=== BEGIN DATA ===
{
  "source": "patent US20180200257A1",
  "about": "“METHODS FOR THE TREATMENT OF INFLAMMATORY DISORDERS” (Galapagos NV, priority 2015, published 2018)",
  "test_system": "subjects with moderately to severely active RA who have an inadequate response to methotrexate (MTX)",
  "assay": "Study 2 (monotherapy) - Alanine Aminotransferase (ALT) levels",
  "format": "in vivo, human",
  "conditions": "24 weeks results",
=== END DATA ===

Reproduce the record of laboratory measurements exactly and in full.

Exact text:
{
  "source": "patent US20180200257A1",
  "about": "“METHODS FOR THE TREATMENT OF INFLAMMATORY DISORDERS” (Galapagos NV, priority 2015, published 2018)",
  "test_system": "subjects with moderately to severely active RA who have an inadequate response to methotrexate (MTX)",
  "assay": "Study 2 (monotherapy) - Alanine Aminotransferase (ALT) levels",
  "format": "in vivo, human",
  "conditions": "24 weeks results",